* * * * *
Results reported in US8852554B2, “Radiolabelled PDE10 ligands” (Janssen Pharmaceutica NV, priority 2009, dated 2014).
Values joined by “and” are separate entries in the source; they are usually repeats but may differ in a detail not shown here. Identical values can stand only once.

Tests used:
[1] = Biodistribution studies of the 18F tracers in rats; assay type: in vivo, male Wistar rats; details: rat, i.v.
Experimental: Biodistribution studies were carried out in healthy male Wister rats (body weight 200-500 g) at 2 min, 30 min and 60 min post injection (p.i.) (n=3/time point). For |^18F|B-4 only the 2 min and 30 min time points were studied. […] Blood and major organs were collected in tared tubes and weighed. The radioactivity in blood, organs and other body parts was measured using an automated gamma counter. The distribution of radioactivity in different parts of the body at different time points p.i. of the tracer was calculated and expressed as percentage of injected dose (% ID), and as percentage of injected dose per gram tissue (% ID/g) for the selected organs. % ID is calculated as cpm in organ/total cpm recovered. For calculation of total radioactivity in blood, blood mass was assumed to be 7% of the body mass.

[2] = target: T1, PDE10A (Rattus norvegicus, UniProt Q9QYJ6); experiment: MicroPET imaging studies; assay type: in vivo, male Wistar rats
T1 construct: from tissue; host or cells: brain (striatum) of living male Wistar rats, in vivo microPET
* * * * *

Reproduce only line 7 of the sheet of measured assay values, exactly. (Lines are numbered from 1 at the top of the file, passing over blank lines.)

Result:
T1 construct: from tissue; host or cells: brain (striatum) of living male Wistar rats, in vivo microPET